Anonymous said...


About 1: Whenever you write '*2' or '/2', I would say!

About 2: The internal char-array will only be resized when the internal buffer "overflows", i.e. depending on your situation.

In principle you are right: Code should be readable for a human being, not for the compiler.

And "don't optimize prematurely!"

Anonymous said...

None of these tips will matter when using a modern JVM (Hotspot, JRockit, J9), as the JVM will make all those optimizations for you whenever they are applicable. E.g. take #3, the JIT compiler can easily (and will) figure out if your class/method is final, without the need for you to declare it, and generate code accordingly. Should you later load a class that changes this state the JVM will realize this and re-generate the affected code to take the new situation into account.

As suggested, focus on making the code readable, e.g. use final to make a statement about your design/intentions rather than as an optimization.

Anonymous said...

5.) is just complete BS: have you ever heard of Iterators? ...and if not, have you ever looked at actual, real-world implementations of #size? Not surprisingly, they hardly ever perform some expensive calculations, but usually just return the 'count' field.

And: read the last section of the previous comment, and stop doing such optimizations.

Danilo said...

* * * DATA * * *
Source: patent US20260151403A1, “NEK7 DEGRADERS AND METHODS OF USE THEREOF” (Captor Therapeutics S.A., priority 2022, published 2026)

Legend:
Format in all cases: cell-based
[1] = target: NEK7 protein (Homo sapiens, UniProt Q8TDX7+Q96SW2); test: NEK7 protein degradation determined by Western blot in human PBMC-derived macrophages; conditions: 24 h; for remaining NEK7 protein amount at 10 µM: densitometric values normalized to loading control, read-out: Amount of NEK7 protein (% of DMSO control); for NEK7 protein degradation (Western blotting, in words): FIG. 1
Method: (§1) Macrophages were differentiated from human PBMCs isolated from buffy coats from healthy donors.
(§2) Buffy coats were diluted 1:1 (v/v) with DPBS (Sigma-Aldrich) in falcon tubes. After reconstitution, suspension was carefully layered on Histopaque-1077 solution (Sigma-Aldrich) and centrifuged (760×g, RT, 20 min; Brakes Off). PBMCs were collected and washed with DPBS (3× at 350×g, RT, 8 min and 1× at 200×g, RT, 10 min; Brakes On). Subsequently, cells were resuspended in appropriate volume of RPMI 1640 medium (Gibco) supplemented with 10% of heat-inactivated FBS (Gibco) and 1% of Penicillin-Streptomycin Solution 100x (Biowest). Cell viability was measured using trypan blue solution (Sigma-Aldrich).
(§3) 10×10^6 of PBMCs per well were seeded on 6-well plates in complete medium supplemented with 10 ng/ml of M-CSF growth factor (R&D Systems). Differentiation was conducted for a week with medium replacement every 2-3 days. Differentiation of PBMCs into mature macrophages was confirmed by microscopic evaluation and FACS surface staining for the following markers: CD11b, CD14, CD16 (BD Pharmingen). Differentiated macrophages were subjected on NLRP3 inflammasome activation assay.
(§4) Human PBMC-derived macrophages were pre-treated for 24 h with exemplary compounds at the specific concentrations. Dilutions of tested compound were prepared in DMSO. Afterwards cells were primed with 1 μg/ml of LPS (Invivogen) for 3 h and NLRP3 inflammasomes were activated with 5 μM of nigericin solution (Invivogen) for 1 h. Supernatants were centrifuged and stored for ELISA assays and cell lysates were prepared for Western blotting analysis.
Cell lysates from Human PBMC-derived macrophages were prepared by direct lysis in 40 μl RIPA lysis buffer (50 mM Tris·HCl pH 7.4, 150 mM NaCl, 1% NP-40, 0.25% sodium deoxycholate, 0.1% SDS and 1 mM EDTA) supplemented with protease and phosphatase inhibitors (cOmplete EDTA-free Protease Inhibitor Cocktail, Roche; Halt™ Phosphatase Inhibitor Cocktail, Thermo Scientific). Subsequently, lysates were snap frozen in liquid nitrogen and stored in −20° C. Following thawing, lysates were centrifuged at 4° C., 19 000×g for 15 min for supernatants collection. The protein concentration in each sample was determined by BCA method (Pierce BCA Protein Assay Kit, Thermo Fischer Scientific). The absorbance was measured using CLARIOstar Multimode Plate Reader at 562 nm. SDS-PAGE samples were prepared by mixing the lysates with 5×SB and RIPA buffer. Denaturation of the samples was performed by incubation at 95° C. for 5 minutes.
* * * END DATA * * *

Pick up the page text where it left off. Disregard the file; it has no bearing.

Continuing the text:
another approach for #5 is
for (int i=0, j=vector.size(); i < j; i++)

the point is to avoid the creation of a variable just to store the number of elements of vector (kinda old school isnt it?)

Anonymous said...

Did you know that your optimizations are counterproductive ?

- All modern processors are able to divide by 2 as fast as a bit shift. I just benchmarked the performance difference between the two, and I can manage to perform as much divide by two operations than shifting bit operations in the same amount of time in java.

- Did you know that the java compiler automatically compile your code replacing operator like "+" with StringBuilder automatically ?

- statics methods and loops : the JIT will inline mehtods automatically anyway if needed.

Use a profiler, determine what code is consuming the most CPU time, see if it a use case worth improving. And then optimize it. And benchmark it again to see if you have improved.

buddy said...

lots of Anonymous comment but some of them are really great , thanks for for your open feedback guys, yes in today's highly optimized JIT these might be done automatically but I see the value of being known about this.


Eric said...

I don't see the "value" of referring to these tips as "performance" improvements. Optimizations such as removing invariants from loops are fairly universal in just about all modern languages. Divide by two is usually executed via a shift, so you can and should keep your code clean and readable. This article needs a large heading that says "DO NOT IMPLEMENT".

Post a Comment